Iraq: Democracy Versus Security
Reuel Marc Gerecht, a former Central Intelligence Agency officer and respected analyst on the Middle East, has a provocative column in today’s Arizona Republic entitled, “For liberty to work, Iraqis must be integral to their government.” My first thought upon reading the title was, “Well, no $&#*. This must be why it’s in the Arizona Republic and not a major paper.” But, remembering that authors seldom write their own headlines, I pressed on.
With the transfer of formal sovereignty to Iraq’s leaders, the Bush administration has hung its hopes, and probably the president’s chances for re-election, on two propositions. The first is that Iraq’s Sunni Arabs will be less inclined to allow, much less support, the insurrection if they can envision the end of the occupation. The second is that Prime Minister Iyad Allawi is an Arab Shiite whom both Sunnis and Shiites will follow. Both assumptions are basically sound. Yet Allawi, like his American predecessors, risks alienating his constituency by emphasizing security over democracy. He should not let his efforts to rebuild the armed forces obscure the larger goal of giving Iraqis a stake in their government.
Public opinion polls are often unreliable barometers of popular sentiment in the Muslim Middle East, especially in lands with authoritarian traditions. But a recent poll of Iraqis suggests there is a desire for greater control of their own destiny among both Sunni and Shiite Arabs. The Kurds, the critical third element in the country’s population, have been relatively autonomous for more than a decade.
Iraqis will give the benefit of the doubt to the new government; it is theirs, even if it is unelected. They certainly view their new leaders more kindly than their predecessors, the members of the Iraqi Governing Council, which could rarely escape the writ of America’s envoy, L. Paul Bremer.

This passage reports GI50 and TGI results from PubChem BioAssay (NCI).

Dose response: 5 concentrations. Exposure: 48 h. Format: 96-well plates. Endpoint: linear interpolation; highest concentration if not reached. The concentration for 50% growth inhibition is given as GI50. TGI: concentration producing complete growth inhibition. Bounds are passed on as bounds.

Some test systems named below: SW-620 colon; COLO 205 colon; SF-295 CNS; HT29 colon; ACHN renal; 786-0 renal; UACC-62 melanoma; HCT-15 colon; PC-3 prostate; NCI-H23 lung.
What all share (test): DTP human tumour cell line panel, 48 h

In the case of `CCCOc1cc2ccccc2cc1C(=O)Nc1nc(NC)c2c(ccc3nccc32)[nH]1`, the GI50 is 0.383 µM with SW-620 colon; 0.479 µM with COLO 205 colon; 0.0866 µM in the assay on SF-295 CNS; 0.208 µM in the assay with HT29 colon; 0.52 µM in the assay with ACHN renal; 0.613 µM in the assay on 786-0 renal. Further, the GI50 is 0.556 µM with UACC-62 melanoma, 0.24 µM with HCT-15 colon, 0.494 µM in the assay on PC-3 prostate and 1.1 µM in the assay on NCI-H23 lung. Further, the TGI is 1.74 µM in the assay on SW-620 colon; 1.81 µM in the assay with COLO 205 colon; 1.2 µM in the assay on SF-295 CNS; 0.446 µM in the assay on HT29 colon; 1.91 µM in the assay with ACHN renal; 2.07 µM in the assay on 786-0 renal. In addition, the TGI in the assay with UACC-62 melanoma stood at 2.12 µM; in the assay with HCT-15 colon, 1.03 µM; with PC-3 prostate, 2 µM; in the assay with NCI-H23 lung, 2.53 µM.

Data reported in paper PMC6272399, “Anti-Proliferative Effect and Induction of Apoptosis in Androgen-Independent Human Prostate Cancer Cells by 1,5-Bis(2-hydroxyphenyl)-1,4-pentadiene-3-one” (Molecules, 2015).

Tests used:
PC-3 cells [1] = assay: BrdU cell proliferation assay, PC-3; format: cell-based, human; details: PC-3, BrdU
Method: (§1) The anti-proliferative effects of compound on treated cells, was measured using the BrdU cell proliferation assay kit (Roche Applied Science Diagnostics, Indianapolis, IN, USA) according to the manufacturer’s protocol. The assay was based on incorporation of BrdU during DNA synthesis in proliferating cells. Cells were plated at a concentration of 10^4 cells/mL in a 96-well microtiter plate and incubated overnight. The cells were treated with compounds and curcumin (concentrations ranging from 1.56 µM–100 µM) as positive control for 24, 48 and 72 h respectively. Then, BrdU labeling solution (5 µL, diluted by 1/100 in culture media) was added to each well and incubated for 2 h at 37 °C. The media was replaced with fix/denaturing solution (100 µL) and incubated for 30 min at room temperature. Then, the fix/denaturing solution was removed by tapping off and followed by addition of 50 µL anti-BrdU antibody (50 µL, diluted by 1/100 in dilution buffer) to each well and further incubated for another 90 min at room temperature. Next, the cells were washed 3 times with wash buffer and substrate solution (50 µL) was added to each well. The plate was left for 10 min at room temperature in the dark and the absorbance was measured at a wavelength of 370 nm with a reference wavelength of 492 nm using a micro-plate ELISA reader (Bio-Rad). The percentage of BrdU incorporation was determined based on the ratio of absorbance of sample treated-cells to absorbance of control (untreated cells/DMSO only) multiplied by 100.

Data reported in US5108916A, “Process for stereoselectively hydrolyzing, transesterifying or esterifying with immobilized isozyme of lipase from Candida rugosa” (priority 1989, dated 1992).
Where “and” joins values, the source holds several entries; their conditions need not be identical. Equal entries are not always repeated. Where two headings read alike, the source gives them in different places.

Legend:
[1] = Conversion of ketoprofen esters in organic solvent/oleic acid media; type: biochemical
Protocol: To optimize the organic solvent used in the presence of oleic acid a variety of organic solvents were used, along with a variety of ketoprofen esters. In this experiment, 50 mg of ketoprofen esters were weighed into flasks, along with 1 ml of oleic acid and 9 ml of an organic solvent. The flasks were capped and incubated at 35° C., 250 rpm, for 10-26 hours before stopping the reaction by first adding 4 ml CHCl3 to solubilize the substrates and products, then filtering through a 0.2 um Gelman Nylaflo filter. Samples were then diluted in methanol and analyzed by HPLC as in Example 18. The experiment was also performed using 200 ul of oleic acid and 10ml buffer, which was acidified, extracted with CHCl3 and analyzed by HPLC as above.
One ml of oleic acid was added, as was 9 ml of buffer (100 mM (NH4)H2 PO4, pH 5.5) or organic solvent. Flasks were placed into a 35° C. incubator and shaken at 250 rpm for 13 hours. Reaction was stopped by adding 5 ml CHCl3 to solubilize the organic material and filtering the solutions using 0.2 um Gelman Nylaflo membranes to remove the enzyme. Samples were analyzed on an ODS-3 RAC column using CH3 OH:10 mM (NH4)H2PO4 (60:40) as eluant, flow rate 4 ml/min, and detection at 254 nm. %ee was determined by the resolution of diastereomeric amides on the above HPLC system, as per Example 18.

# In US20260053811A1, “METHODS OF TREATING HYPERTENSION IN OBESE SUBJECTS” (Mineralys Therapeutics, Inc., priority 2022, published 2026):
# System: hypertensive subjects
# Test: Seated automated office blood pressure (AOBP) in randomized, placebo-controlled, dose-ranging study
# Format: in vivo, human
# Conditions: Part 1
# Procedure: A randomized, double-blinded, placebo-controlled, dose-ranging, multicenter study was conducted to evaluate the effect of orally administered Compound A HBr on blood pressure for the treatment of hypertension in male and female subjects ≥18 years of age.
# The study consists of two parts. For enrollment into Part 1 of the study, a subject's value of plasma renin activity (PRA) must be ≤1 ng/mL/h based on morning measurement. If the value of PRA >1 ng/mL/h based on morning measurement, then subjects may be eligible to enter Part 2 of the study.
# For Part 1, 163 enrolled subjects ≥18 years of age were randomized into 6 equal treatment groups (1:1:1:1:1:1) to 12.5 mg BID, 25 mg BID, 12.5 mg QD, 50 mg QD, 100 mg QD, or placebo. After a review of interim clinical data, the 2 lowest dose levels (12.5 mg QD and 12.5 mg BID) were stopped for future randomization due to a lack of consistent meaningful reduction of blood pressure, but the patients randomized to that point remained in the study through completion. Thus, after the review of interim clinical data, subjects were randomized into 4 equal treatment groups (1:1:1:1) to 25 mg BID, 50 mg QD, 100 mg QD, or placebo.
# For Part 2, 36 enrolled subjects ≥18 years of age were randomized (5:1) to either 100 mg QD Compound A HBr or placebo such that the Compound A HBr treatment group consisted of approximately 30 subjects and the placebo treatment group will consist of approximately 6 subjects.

War fatigue is also evident among both the Sunnis and the Shiites. Most people on both sides want the interim government to win its battle against former Baathists and violent Sunni fundamentalists who have run roughshod over traditional leaders and customs. The Kurds, too, would undoubtedly prefer to see Iraqi Arab political disputes not resolved through the use of force.
It may well be that Allawi’s focus on security is appropriate, at least in the very short term. It certainly reflects the priorities of the Bush administration, which will bear no small responsibility for his success or failure. But it is also possible that these priorities are needlessly skewed.
After all, Americans and Iraqis have already shown that democracy – at least on a local level – can grow amid considerable physical insecurity. Mosul, where scores of people were killed last week by car bombs, has a vibrant city council and a local police force.
John D. Negroponte, the new American ambassador in Baghdad, should impress on Allawi the importance of advancing national elections, not on reincorporating the old Sunni military elite into a new army. Engaging the citizenry in the political process is the best way to bring lasting security and harmony to Iraq.
Given that the primary surviving rationale for the war effort–and certainly for the costly post-war rebuilding effort–is democratization of Iraq, Gerecht is certainly correct about the fundamental nature of working to that end. Unfortunately, a fundamental truth of politics is that there is an inherent trade-off between liberty and security. Security is the first order of business; it’s why governments are established. The measures necessary in cracking down on an insurgency are almost necessarily un-democratic. On the flip side, democracy without some reasonable level of security is rather worthless; it’s essentially anarchy.
The U.S. can certainly provide incentives on the diplomatic, economic, and military fronts. But it’s up to the Iraqis to make it happen. Ultimately, we’re going to have to hope that internal pressures from Kurds, Sunnis, and other minorities mitigate toward democracy in Iraq.